The government proposes to implement a new floor price mechanism for gas produced from domestic fields by companies such as the Oil and Natural Gas Corporation (ONGC) to prevent the fuel price from crashing below an identified threshold in current subdued market conditions.
Domestic has fallen to $1.79 per million British thermal units (mmBtu) for the October-March period of the current fiscal. The administered price of the gas has fallen in the last four six-monthly revision cycles and has now reached the lowest price levels since 2014. At this level of natural gas prices, exploration companies such as actually lose money on fuel as tariffs crash.
Sources said the Petroleum Ministry is considering a proposal under which domestic gas will have a floor pricing that would be linked to gas prices with the Japan-Korea Marker, a benchmark index used to determine LNG tariff in North Asia with a discount.
With JKM prices hovering over $5 per million British thermal units (mmBtu) even with a $1 mmBtu discount, the Indian gas floor price under this formula will be close to $4 mmBtu. This is much higher than the government’s current administered price of natural gas and would give necessary margins to oil explorers to economically maintain gas production cycles.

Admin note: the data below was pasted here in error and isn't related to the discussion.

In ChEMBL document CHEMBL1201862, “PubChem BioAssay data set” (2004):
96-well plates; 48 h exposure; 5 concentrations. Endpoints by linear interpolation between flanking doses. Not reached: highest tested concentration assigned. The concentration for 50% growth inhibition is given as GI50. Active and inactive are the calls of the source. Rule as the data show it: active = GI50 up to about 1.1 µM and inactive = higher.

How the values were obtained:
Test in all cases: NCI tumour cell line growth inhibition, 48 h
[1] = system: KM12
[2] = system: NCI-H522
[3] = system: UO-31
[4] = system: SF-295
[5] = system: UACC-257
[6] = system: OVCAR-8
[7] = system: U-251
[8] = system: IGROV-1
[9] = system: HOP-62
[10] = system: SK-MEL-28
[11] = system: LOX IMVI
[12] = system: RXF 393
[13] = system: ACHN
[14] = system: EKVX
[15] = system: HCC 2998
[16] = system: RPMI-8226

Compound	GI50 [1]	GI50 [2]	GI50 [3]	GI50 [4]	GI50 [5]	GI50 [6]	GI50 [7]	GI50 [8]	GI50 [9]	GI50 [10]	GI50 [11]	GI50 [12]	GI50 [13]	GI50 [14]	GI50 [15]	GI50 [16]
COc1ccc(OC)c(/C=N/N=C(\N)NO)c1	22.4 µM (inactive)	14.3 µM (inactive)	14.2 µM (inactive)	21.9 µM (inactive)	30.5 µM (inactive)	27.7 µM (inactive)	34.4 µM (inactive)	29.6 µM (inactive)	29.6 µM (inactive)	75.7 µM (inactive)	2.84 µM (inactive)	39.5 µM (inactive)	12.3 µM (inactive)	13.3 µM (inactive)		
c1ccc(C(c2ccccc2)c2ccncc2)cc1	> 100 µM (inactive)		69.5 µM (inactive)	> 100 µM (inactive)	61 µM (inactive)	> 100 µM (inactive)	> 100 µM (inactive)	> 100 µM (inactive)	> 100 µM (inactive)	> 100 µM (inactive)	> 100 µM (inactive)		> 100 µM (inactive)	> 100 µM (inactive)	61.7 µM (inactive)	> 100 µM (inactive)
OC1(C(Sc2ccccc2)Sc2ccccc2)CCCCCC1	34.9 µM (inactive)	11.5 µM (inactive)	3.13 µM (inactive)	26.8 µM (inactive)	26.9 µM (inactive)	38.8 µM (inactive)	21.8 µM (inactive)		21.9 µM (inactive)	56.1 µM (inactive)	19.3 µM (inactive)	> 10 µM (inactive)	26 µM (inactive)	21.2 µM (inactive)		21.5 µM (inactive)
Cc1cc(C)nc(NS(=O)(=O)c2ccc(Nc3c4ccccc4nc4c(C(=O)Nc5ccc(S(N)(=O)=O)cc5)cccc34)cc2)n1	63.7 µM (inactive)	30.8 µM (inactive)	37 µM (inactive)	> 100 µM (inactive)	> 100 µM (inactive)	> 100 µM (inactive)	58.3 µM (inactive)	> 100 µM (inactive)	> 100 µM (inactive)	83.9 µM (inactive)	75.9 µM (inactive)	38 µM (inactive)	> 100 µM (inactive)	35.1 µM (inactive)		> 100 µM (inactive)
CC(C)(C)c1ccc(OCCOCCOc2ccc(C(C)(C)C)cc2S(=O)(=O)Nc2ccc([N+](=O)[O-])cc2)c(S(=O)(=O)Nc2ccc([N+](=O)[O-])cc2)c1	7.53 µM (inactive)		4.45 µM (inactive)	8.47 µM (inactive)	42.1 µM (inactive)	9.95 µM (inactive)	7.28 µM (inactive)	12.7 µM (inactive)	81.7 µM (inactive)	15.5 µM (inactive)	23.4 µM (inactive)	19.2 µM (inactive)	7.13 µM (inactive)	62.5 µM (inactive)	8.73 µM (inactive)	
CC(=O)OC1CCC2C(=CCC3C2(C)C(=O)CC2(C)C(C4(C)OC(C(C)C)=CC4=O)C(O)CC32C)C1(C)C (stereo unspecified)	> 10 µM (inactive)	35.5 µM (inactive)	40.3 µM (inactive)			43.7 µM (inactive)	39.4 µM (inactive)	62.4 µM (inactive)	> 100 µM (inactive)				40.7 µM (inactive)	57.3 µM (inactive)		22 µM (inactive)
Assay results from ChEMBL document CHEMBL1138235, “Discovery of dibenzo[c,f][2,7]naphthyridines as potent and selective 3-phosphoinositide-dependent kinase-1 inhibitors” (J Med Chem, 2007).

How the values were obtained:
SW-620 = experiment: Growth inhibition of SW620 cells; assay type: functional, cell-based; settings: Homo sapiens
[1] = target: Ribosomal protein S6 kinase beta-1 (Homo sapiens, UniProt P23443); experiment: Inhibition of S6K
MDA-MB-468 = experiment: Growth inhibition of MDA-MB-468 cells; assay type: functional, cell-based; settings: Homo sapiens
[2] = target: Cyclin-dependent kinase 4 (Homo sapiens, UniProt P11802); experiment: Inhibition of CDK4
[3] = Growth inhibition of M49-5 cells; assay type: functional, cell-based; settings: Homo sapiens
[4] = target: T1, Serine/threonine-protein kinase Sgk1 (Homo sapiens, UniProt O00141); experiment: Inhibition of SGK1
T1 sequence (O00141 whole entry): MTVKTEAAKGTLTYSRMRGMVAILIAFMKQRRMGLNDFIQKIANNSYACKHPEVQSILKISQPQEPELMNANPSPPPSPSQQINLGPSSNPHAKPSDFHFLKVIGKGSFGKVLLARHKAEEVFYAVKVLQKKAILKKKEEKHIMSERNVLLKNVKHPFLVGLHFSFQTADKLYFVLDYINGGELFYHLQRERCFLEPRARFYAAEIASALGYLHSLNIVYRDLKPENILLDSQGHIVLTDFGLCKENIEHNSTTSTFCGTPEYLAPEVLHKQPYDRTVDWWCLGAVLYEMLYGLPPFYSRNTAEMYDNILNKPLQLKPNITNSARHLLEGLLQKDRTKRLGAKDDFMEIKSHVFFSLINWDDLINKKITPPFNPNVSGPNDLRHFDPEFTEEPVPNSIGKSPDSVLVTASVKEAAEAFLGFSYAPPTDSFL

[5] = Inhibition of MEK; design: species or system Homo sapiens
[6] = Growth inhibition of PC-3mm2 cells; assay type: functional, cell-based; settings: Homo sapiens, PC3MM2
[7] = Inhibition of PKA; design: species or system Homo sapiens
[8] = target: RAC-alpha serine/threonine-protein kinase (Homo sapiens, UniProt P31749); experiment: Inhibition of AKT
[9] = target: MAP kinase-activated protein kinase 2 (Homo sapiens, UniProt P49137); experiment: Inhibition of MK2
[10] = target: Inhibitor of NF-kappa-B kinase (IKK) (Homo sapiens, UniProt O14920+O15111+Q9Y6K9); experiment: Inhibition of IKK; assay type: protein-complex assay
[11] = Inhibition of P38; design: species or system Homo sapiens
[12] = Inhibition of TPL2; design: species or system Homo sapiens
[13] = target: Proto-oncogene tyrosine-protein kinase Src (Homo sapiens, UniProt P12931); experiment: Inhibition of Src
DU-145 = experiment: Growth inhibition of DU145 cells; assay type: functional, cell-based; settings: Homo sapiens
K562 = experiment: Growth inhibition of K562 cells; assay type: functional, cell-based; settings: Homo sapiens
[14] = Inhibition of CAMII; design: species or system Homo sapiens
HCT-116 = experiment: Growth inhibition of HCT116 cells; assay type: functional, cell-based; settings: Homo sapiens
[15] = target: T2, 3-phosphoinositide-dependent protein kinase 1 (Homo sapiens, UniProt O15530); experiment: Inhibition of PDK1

“Nothing has been finalised on having a gas floor price as of now. A panel in the Petroleum Ministry is looking at various options and the best course would be adopted that has little impact on consumers but also supports oil and gas companies with remunerative and sustainable gas prices,” said a source.
While a gas floor price at this juncture would benefit oil companies, it could render the price of piped natural gas to households and CNG for transportation expensive.
The average cost of gas production for the country’s largest public sector oil company is about $3.7/mmBtu, much higher than the current regulated price of natural gas at $1.79/mmBtu. If the current demand cycle in the oil market sustains, gas prices may fall even further.
Lower is bad news for the as it would mean further suppressed margins and losses. The company is set to lose close to Rs 6,000 crore on low gas prices this year, brokerages have said.
Brokerages have put ONGC’s FY22E at $3.6-4.2/mmbtu depending on discount to JKM price if the new floor price is implemented. With low LNG liquefaction capacity addition ahead, JKM spot futures for FY22-FY26E are expected at $5.2-5.8/mmbtu vs $4.7-4.1/mmbtu in FY20-FY21E.
Petroleum Ninister Dharmendra Pradhan has said earlier that India will phase out price controls in natural gas and make it market-linked soon.
(Only the headline and picture of this report may have been reworked by the Business Standard staff; the rest of the content is auto-generated from a syndicated feed.)
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First Published: Mon, October 05 2020. 18:51 IST